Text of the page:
Jul 22, 2008

Another Cyrene Walk

6am and we're back on Cyrene with new friends.Another successful landing! Siva has upload a great video clip of the amphibious landing with a 360 degree view of Cyrene Reef, and the taking of the obligatory traditional group photo.

Today our first-time guests are Ryan and Edwin from the "I Want to Go to Cyrene" facebook group who submitted this post about Cyrene, and who learnt about Cyrene at Reel Revolution. And Aubrey and Jia Chien participants of the Reel Revolution effort. As well as Mingjuan and Chai Joo of Cicada Tree Eco Place. We are also joined by James from NParks, and Siva and Airani from the Raffles Museum as well as of course the Naked Hermit Crabs.
Just a few steps onto Cyrene and we are already fascinated by the sand dollars and sea stars at our feet!
With help from Robert and Andy, we soon find the Knobbly sea stars and long-spined black sea urchin, amidst the colourful colonial anemones and other creatures of the coral rubble.As Andy shared about the sea urchin, I desperately hunted for the Nemo anemone.And I found the nem! And today, we saw a little bit of the tail of the anemonefish! Ryan asked lots of interesting questions about anemonefishes too.The young ladies from Reel Revolution are diligently recording all our finds!And Jun walks ALLLL the way from the other end to show the group the same cushion star that we looked at yesterday.She shared about this special star as well as the white sea urchin that were plentiful at the area where she was at.

Meanwhile, Andy has found a carpet anemone with a pair of anemone shrimps!We all take a closer look at it and at first it's hard to spot the shrimps as they are rather transparent.
This is the mama shrimp. She is bigger and has more white spots.We come across another sandy patch full of common sea stars! Behind us in the shipping channel, a huge ship transporting cars passes by.We quickly had a look at the reef before the tide turned. And Mingjuan spots a cuttlefish! The deeper water is full of hard and soft corals and all kinds of other strange creatures.The hard corals are found even quite high up on the shore among the seagrasses.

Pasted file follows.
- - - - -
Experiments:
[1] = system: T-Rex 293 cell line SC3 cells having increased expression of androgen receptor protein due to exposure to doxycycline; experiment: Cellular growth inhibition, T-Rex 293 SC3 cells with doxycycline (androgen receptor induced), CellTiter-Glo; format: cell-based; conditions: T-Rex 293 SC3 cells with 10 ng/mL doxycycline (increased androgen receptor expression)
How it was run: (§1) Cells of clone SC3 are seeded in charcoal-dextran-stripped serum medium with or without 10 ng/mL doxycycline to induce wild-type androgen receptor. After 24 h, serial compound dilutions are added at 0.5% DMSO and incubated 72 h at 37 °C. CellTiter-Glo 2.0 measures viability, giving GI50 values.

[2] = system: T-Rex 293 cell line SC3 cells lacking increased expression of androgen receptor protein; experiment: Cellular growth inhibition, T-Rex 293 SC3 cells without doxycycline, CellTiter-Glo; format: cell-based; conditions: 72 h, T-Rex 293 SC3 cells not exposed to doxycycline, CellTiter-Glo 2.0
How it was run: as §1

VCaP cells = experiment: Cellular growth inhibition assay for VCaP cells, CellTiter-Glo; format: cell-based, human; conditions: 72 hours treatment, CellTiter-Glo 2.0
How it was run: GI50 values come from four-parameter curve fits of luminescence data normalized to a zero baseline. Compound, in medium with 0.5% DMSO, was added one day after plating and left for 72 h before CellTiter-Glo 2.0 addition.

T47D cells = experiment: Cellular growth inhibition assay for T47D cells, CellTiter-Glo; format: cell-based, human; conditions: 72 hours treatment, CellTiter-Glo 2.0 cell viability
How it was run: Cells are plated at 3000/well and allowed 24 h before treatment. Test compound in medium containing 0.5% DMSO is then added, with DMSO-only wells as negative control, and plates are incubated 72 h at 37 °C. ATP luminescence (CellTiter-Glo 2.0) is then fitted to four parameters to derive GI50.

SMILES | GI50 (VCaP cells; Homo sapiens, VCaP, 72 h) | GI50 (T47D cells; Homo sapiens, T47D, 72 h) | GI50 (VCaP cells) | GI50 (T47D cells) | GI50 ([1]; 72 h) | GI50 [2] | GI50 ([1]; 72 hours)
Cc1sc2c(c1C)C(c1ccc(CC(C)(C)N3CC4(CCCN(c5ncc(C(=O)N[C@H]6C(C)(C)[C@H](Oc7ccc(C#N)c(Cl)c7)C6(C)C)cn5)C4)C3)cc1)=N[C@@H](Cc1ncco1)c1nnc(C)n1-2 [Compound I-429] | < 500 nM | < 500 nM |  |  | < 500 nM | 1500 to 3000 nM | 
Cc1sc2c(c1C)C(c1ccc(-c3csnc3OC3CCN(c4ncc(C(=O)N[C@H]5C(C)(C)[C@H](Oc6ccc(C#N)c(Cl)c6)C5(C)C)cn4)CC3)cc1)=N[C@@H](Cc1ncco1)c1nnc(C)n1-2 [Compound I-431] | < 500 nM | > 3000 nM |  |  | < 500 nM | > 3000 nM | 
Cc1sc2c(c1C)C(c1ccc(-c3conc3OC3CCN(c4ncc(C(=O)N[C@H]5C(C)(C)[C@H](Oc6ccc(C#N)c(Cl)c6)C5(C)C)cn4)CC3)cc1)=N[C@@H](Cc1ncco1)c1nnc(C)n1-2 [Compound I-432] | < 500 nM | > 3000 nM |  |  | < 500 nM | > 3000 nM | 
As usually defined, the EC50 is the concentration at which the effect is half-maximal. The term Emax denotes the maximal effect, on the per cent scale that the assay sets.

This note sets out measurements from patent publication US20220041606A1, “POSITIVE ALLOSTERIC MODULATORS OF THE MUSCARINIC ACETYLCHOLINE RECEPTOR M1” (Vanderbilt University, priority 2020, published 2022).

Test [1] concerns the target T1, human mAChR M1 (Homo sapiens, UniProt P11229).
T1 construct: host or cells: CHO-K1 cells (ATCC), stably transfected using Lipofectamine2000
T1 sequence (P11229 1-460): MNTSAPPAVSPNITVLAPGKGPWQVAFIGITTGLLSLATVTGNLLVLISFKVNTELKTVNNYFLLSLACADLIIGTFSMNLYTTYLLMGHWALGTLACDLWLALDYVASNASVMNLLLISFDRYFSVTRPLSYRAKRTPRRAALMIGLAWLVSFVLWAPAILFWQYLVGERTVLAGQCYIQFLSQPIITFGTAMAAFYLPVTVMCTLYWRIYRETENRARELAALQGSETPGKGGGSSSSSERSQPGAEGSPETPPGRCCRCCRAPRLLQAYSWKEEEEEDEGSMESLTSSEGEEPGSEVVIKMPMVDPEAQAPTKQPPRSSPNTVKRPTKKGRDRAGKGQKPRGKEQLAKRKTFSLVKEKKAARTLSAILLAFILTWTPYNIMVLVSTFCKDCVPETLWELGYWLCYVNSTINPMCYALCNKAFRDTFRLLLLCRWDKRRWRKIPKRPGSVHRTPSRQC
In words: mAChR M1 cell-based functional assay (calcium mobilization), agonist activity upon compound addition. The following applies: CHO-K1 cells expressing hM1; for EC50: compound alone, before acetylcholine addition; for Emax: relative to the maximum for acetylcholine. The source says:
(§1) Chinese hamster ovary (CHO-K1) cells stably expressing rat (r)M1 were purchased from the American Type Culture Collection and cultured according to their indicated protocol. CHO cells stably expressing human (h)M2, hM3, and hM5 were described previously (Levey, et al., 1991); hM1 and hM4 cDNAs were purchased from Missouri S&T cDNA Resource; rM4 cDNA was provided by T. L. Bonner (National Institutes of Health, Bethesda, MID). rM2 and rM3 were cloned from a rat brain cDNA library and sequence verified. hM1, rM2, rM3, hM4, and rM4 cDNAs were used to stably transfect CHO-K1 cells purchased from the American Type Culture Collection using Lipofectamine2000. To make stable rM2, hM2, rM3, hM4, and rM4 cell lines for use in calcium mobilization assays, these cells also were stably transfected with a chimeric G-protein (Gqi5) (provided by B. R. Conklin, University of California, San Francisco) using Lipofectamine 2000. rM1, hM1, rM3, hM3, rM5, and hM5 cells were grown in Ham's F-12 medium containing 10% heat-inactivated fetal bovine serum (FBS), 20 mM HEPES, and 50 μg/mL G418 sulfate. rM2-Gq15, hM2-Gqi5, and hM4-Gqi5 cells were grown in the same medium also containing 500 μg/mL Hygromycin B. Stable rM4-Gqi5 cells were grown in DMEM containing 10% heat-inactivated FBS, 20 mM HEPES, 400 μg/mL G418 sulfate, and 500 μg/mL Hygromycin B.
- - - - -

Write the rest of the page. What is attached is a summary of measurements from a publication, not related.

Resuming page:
The seagrasses near our landing point is just teeming with baby Knobbly sea stars!I couldn't help taking lots of photos of them.They come in all colours and patterns!The seagrass meadows are really a nursery for all kinds of animals. These are the white ribbon-like egg masses of possibly a nudibranch.And another egg mass with tiny coils of eggs, laid on a seagrass blade.We saw a really tiny butterflyfish! This is the tiniest one I've ever seen.
And among the seagrasses, a Blue dragon nudibranch (Pteraeolidia iantinia).Further along, Chee Kong spots this small Melibe nudibranch! Andy also spots the big Dendrodoris that we saw yesterday, and Chee Kong finds a purple Nepanthia sea star.

As we gather to go home, the team share this special find by Chay Hoon.I have no idea what it is! It may be another first record! We'll have to wait as the experts are consulted. Fabulous! (Update: Chee Kong just updated on the identity of this fabulous snail).DHI is on the reef for this low tide. They swim back to their boat! I always tell our party that if they are late for the tide, they will have to do this too.

On the way back, we take a quick look at the activities on the shores of the West Coast.Huge oil rigs are being worked on.As well as a really enormous ship with strange contraptions on it.I think this is what they call a 'rust bucket', being towed into the working area of the West Coast shore.And the Polytechnic people were out on the water today.

It was great weather again, thanks to Melvin. Unfortunately, Melvin is not feeling too well today. We hope he gets better soon as we can't go to Cyrene without him!

Over the last two days, the "I've Been to Cyrene" buttons were launched!Everyone who goes (and survives to return) gets one!

If you want to go to Cyrene, simply join the blogging contest! Hope to see you on Cyrene!

More about what was seen on Cyrene on Kok Sheng's wonderful creations blog with really gorgeous photos of the sunrise, more stars and other exciting finds.


Anonymous said...

Cowrie is cypraea walkeri. It's been recorded, but live shells aren't common these days. Empty shells common along ECP.

ria said...

Thanks for the ID!

Shiteater said...

Bull shit!